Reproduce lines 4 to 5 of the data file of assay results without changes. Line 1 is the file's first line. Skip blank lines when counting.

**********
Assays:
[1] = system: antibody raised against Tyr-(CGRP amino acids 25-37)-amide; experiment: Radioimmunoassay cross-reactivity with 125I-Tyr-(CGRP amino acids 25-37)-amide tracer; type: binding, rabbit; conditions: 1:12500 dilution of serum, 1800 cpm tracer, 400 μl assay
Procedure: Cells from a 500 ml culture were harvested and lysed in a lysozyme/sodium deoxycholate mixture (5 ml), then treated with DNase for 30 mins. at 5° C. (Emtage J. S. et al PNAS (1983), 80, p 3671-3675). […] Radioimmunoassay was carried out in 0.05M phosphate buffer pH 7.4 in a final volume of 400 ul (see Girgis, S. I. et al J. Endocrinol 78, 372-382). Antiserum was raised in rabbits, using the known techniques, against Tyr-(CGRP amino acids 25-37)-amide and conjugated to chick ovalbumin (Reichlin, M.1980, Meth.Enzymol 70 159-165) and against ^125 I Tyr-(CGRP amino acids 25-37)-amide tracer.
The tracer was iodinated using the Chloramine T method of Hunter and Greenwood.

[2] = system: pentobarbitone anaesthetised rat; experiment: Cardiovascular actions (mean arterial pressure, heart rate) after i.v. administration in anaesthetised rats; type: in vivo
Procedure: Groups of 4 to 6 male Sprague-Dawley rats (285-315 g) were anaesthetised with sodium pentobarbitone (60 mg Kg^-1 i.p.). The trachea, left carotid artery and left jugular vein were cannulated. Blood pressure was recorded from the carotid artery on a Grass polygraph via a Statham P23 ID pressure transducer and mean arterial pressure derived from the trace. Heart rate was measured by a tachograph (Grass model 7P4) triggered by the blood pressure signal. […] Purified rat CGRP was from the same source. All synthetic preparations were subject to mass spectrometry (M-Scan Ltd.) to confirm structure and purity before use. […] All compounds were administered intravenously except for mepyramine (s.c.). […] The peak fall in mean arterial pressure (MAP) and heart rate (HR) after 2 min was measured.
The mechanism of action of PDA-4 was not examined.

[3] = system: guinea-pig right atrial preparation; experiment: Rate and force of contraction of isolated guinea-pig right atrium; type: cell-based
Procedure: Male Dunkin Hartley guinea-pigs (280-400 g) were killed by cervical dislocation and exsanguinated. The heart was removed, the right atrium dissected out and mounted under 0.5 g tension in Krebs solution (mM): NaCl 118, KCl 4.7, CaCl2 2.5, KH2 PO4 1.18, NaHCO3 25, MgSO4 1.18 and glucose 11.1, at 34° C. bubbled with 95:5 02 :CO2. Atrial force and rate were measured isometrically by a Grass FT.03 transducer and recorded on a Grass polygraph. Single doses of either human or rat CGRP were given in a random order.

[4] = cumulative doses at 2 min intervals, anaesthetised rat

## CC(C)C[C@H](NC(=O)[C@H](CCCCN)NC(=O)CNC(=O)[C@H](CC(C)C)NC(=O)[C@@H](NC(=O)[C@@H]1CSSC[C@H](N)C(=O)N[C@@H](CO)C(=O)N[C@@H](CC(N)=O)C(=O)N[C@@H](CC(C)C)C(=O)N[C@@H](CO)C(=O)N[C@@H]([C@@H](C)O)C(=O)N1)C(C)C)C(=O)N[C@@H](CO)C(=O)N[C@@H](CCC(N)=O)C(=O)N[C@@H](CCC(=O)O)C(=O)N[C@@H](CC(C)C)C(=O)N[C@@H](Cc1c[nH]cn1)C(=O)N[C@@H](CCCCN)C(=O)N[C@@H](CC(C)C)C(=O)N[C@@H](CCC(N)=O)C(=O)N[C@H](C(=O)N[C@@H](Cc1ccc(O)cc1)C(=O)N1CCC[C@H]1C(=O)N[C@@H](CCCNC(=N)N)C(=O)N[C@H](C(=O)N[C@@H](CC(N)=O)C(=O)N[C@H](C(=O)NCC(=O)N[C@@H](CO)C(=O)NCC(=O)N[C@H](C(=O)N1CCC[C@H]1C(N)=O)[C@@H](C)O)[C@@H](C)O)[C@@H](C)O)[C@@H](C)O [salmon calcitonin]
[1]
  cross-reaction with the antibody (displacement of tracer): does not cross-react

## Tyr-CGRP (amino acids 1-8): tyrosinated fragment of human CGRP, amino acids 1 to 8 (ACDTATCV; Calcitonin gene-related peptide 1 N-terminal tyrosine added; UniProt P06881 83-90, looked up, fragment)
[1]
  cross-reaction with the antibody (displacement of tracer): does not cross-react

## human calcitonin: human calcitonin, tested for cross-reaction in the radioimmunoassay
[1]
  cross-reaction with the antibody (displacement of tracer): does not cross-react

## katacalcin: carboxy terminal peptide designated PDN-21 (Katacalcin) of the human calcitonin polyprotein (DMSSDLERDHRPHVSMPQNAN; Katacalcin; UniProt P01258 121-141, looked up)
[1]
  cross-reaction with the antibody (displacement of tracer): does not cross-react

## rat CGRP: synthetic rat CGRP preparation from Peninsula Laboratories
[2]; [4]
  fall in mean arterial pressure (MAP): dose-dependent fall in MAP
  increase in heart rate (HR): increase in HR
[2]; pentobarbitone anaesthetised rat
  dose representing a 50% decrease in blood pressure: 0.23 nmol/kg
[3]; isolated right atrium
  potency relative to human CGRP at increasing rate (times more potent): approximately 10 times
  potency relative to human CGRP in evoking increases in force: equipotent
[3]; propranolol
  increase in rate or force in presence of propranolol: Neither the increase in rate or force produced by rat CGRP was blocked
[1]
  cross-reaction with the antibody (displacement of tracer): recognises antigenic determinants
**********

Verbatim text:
The tracer was iodinated using the Chloramine T method of Hunter and Greenwood.

[2] = system: pentobarbitone anaesthetised rat; experiment: Cardiovascular actions (mean arterial pressure, heart rate) after i.v. administration in anaesthetised rats; type: in vivo